ACS: IT jobs steady, but ageism and racism on the rise

ACS: IT jobs steady, but ageism and racism on the rise

Industry group says gender, age and race-based discrimination still strong in Australian IT industry

The current IT jobs market remains strong, but the number of hours worked is dropping while ageism and racism are on the rise, according to the Australian Computer Society (ACS).

The results of the group’s annual ICT employment survey for 2009 found 24.7 per cent of respondents experienced unemployment in the past five years, down from 29 per cent in 2007.

“This improvement indicates the global financial slowdown has had little impact to date on the proportion of ICT professionals who are employed full-time,” an ACS statement said.

The results contradict job market data from several organisations that claim IT jobs have suffered from a major drop in openings and that the market is only recently beginning to recover in the last two months.

The ACS also found 65 per cent of ICT professionals worked more than 40 hours per week, the same as in 2007, while fewer employees are working for longer than 50 hours per week.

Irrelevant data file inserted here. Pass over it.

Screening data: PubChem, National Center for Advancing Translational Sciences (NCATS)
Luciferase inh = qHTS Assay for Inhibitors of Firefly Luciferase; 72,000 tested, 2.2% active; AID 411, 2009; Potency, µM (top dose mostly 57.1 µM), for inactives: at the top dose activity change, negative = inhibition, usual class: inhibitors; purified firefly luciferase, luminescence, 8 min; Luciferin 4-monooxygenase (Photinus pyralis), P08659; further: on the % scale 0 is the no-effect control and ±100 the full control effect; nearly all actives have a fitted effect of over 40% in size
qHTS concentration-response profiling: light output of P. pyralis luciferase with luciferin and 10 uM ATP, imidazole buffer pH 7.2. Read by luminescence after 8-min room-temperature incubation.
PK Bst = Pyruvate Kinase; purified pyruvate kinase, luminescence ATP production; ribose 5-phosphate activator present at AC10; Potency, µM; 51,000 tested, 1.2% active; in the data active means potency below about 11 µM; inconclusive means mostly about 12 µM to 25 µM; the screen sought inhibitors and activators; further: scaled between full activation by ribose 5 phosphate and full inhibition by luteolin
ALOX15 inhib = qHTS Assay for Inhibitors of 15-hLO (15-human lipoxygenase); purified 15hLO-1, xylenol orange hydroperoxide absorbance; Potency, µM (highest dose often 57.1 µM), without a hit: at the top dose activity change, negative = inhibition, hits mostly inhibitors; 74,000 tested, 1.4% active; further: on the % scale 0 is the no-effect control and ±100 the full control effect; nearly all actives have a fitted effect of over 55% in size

But the ACS’ main concern is what it sees as a growing level of age-based workplace discrimination. In its survey, 20 per cent of respondents reported ageism, compared to 19.2 per cent in 2007. In response, the organisation has announced the creation of an Age Discrimination Taskforce with the goal of retaining older IT professionals in the workforce.

“Ageism is a growing reality in Australia, but so is an increasing awareness that post-45 year old workers represent a skill resource and knowledge that we cannot afford to waste,” ACS chairman, Kumar Parakala, said in a statement.

Racism is also on the rise, with more than 12 per cent of respondents claiming they’d experienced racist discrimination in their workplaces. This was up from 9.6 per cent in 2006. In addition, 34 per cent of female ICT professionals experienced gender discrimination.

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Tags australian computer societyracismageismAge Discrimination TaskforceIT jobs market

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